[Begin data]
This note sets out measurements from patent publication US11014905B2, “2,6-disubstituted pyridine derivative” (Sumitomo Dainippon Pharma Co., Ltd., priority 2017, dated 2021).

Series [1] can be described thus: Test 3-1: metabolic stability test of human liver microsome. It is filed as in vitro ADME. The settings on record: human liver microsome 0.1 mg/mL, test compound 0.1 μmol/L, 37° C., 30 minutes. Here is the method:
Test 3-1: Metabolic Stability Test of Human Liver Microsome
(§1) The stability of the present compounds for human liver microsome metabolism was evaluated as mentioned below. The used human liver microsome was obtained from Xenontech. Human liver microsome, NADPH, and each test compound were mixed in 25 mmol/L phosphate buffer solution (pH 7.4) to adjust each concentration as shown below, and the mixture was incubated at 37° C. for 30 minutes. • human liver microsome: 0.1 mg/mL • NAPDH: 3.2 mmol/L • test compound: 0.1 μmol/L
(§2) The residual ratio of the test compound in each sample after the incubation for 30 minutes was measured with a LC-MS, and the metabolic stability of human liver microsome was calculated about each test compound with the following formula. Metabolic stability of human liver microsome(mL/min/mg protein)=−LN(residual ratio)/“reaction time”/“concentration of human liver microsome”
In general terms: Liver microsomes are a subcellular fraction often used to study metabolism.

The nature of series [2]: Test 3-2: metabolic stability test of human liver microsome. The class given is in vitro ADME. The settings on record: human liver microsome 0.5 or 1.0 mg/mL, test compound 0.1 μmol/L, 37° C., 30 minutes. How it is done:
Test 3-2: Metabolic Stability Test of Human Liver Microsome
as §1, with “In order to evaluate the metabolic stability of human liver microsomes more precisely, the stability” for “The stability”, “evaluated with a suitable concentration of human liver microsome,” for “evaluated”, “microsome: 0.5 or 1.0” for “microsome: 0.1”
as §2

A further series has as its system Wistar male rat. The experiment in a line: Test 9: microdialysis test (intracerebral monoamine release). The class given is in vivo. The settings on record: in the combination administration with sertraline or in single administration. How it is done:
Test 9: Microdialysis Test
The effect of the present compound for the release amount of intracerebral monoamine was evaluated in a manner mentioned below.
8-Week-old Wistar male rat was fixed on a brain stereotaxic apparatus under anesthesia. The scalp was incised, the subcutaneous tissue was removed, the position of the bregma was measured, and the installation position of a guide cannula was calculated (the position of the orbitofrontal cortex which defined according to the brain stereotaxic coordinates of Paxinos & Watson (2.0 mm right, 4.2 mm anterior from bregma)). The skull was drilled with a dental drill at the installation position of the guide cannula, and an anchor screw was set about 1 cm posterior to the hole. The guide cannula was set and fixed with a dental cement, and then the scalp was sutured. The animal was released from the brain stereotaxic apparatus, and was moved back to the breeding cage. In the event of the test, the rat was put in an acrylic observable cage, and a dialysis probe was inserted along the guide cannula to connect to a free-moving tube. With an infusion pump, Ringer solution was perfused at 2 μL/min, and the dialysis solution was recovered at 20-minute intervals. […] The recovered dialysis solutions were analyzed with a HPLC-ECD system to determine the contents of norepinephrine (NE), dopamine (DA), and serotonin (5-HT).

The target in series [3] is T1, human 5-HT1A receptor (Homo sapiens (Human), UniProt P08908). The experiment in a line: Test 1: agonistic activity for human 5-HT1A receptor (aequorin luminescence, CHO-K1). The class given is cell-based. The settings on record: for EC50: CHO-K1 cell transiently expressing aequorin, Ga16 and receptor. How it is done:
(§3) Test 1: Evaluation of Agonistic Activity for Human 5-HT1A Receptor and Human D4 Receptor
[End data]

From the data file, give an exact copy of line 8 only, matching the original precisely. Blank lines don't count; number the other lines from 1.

Test 3-2: Metabolic Stability Test of Human Liver Microsome